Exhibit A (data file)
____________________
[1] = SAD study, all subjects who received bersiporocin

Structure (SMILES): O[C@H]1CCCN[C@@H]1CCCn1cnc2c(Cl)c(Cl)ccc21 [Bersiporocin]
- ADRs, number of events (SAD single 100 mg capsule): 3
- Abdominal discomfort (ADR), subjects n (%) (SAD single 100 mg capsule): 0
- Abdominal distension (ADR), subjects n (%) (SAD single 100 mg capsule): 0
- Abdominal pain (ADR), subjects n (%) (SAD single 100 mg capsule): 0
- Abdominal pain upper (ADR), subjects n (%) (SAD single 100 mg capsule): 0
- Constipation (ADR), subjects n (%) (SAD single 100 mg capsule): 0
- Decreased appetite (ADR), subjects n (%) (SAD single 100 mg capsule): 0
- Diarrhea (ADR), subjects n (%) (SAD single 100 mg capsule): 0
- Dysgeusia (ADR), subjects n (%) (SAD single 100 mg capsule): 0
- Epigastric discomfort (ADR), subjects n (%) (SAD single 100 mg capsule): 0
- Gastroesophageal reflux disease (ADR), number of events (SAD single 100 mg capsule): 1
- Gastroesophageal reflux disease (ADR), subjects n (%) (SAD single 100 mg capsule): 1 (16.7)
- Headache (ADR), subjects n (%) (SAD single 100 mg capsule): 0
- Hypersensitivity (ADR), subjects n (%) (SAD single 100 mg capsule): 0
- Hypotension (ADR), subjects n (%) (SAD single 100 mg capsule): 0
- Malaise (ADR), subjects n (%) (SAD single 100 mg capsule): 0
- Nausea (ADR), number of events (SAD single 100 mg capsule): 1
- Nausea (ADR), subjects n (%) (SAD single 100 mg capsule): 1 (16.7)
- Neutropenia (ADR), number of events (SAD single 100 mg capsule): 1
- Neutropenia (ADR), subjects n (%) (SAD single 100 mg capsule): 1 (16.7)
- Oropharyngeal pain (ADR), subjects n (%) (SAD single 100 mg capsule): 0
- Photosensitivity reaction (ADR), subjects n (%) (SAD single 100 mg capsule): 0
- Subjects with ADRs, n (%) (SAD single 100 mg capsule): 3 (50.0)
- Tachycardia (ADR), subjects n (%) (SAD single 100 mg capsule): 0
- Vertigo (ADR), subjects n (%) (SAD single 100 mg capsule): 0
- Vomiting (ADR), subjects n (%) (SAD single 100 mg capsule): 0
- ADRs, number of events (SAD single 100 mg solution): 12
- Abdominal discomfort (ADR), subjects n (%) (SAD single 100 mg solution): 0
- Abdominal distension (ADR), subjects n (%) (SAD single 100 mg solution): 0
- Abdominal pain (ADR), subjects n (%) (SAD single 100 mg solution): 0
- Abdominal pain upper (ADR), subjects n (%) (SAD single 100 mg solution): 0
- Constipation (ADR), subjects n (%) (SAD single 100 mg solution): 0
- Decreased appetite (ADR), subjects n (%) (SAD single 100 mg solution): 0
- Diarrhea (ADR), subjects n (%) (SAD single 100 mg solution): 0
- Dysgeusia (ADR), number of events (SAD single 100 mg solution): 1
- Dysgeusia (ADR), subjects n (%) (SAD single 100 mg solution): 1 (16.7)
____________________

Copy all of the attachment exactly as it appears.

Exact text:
[1] = SAD study, all subjects who received bersiporocin

Structure (SMILES): O[C@H]1CCCN[C@@H]1CCCn1cnc2c(Cl)c(Cl)ccc21 [Bersiporocin]
- ADRs, number of events (SAD single 100 mg capsule): 3
- Abdominal discomfort (ADR), subjects n (%) (SAD single 100 mg capsule): 0
- Abdominal distension (ADR), subjects n (%) (SAD single 100 mg capsule): 0
- Abdominal pain (ADR), subjects n (%) (SAD single 100 mg capsule): 0
- Abdominal pain upper (ADR), subjects n (%) (SAD single 100 mg capsule): 0
- Constipation (ADR), subjects n (%) (SAD single 100 mg capsule): 0
- Decreased appetite (ADR), subjects n (%) (SAD single 100 mg capsule): 0
- Diarrhea (ADR), subjects n (%) (SAD single 100 mg capsule): 0
- Dysgeusia (ADR), subjects n (%) (SAD single 100 mg capsule): 0
- Epigastric discomfort (ADR), subjects n (%) (SAD single 100 mg capsule): 0
- Gastroesophageal reflux disease (ADR), number of events (SAD single 100 mg capsule): 1
- Gastroesophageal reflux disease (ADR), subjects n (%) (SAD single 100 mg capsule): 1 (16.7)
- Headache (ADR), subjects n (%) (SAD single 100 mg capsule): 0
- Hypersensitivity (ADR), subjects n (%) (SAD single 100 mg capsule): 0
- Hypotension (ADR), subjects n (%) (SAD single 100 mg capsule): 0
- Malaise (ADR), subjects n (%) (SAD single 100 mg capsule): 0
- Nausea (ADR), number of events (SAD single 100 mg capsule): 1
- Nausea (ADR), subjects n (%) (SAD single 100 mg capsule): 1 (16.7)
- Neutropenia (ADR), number of events (SAD single 100 mg capsule): 1
- Neutropenia (ADR), subjects n (%) (SAD single 100 mg capsule): 1 (16.7)
- Oropharyngeal pain (ADR), subjects n (%) (SAD single 100 mg capsule): 0
- Photosensitivity reaction (ADR), subjects n (%) (SAD single 100 mg capsule): 0
- Subjects with ADRs, n (%) (SAD single 100 mg capsule): 3 (50.0)
- Tachycardia (ADR), subjects n (%) (SAD single 100 mg capsule): 0
- Vertigo (ADR), subjects n (%) (SAD single 100 mg capsule): 0
- Vomiting (ADR), subjects n (%) (SAD single 100 mg capsule): 0
- ADRs, number of events (SAD single 100 mg solution): 12
- Abdominal discomfort (ADR), subjects n (%) (SAD single 100 mg solution): 0
- Abdominal distension (ADR), subjects n (%) (SAD single 100 mg solution): 0
- Abdominal pain (ADR), subjects n (%) (SAD single 100 mg solution): 0
- Abdominal pain upper (ADR), subjects n (%) (SAD single 100 mg solution): 0
- Constipation (ADR), subjects n (%) (SAD single 100 mg solution): 0
- Decreased appetite (ADR), subjects n (%) (SAD single 100 mg solution): 0
- Diarrhea (ADR), subjects n (%) (SAD single 100 mg solution): 0
- Dysgeusia (ADR), number of events (SAD single 100 mg solution): 1
- Dysgeusia (ADR), subjects n (%) (SAD single 100 mg solution): 1 (16.7)